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SMART INSIGHTS FROM PROFESSIONAL ADVISERS

Demand Your Financial Adviser Disclose Any Conflicts Now

You don't have to wait for Uncle Sam to enact new rules requiring financial advisers to put your interest first. Use a fee-only adviser with no broker affiliations.

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I was concerned that the U.S. Labor Department's new fiduciary rule wouldn't go far enough. Yet the rule unveiled on April 6 to address conflicts of interest inherent in the advisory business is the first one with teeth.

See Also: What the Government's New Financial-Adviser Rule Means to You

What's the root of the problem the DOL is addressing? Consider the first point in the DOL's "Summary of Action" fact sheet: Backdoor Payments & Hidden Fees Often Buried in Fine Print Are Hurting the Middle Class.

Many advisers advertise themselves as fee-only advisers, collecting fees as a percentage of assets and operating with a fiduciary obligation to put their clients' best interests first.

Yet they can also dually operate as brokers and collect commissions without disclosing to the client. Double or even triple the compensation they collect from clients may be from commissions on the products they use, including mutual funds, private real estate investment trusts (REITs), structured notes and more.

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The most common source of commissions for brokers is run-of-the-mill mutual funds. While you may be familiar with the fees embedded in mutual funds, you might not realize that your adviser could be getting 80% of those fees.

For example, the A share class of a mutual fund can have a front-end load as high as 5.75%, and your adviser may pocket up to 4.25%. Given that the fund may have a C share class offering with lower costs, how could any adviser choosing A shares claim to act as a fiduciary?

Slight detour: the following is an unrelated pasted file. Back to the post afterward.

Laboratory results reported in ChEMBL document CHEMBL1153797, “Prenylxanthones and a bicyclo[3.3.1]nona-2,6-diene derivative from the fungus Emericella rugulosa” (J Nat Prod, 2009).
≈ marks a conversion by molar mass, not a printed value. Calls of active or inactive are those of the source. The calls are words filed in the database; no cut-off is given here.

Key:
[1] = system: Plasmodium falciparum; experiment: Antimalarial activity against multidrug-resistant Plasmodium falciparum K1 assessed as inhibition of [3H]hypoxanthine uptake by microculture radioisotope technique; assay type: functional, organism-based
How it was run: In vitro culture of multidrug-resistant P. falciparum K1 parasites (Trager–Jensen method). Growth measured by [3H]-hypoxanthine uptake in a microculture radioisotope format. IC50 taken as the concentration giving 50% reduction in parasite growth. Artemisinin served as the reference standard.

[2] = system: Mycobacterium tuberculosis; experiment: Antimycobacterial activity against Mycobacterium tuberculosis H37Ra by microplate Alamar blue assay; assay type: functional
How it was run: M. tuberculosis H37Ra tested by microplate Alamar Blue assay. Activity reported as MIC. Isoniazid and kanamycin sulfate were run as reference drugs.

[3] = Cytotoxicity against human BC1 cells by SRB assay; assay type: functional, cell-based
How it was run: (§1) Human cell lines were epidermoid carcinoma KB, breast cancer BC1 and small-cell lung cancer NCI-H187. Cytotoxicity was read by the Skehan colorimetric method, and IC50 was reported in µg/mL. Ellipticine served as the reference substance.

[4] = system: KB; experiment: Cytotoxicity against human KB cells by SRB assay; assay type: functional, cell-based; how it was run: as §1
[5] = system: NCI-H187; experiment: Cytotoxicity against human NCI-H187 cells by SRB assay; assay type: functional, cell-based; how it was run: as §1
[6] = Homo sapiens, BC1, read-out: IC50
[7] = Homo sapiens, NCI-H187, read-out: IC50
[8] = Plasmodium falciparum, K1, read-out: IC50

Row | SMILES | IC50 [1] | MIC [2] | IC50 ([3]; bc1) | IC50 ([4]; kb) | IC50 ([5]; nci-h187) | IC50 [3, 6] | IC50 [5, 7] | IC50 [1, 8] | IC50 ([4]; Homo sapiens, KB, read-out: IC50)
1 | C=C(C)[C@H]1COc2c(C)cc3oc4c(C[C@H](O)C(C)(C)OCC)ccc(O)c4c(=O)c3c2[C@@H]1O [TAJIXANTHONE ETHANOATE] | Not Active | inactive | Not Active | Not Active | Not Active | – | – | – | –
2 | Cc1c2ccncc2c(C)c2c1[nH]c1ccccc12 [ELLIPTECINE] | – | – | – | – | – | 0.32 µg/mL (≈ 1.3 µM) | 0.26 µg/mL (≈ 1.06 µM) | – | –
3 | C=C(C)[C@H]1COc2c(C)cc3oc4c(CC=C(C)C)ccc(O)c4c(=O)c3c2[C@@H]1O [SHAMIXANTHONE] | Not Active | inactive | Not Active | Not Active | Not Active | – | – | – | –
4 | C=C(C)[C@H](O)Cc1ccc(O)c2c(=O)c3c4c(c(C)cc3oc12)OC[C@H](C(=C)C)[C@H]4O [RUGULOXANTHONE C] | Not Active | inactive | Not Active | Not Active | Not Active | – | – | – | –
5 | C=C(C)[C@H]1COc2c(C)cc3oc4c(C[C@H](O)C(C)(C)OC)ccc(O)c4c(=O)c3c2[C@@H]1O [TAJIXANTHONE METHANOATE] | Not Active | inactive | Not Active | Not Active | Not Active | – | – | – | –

So while your adviser may claim he is only charging you 1% to 2% of assets under management, he can legally be charging you commission on investments without your knowledge that lead to actual fees of 3% to 5% of your money.

That's almost twice the return on the longest dated U.S. Treasury bond yielding 2.65%. That's equal or greater to the entire yield available to investors in the iShares iBoxx $ Investment Grade Corporate Bond ETF (symbol LQD), which is currently 3.65%. Your fees could be eating up your returns, subjecting you to the wrong type of portfolio and devastating your nest egg.

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Furthermore, these "backdoor payments" the DOL is referring to are hurting more than the middle class. High-net-worth individuals experience some of the most egregious fee abuses, getting pushed into private illiquid investments such as private REITs and business development companies (BDCs), for which advisers were taking fees as high as 10%.

Here's the teeth to the DOL's fiduciary rule: Sales of commission-based products will still be allowed if the adviser and investor enter into a best interest contract, known as a BIC or BICE (for best interest contract exemption). Among other things, the BICE would commit a firm and adviser to providing advice in the client's best interest, note that a firm has adopted policies and procedures designed to mitigate conflicts of interest and clearly disclose hidden fees or backdoor payments.

Firms technically have until January 1, 2018, to fully comply with the DOL rule, but the time to implement its principles is now. You can't afford to wait.

In this current low interest rate environment, where the returns on conservative investments are so low, the fees on such investments are low as well. This creates an incentive for hybrid advisers to put clients in higher-fee, higher-risk equity products. And never before has there been such a disparity in fees on riskier equity investments compared with conservative fixed-income investments.

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Is your portfolio too risky? Are you overinvested in stocks at a time when Standard & Poor's 500-stock index is overvalued compared with historical norms simply because that's the best way for the adviser to enrich himself?

Demand your adviser disclose any conflicts now!

If your adviser cites the timing of the rule and refuses to abide by the rule now, then move on. You can't afford two more years with that person. The easiest and most important investment decision you can make is to use a fee-only adviser who has no broker-dealer affiliation and can thereby not legally accept commissions at all.

See Also: One Simple Step to Get Sound Investment Advice

James M. Sanford, CFA, the Founder and Portfolio Manager of Sag Harbor Advisors, has worked on Wall Street since 1991 and was the top U.S. salesperson in U.S. Credit Product by revenue in 2007 and 2008.

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This article was written by and presents the views of our contributing adviser, not the Kiplinger editorial staff.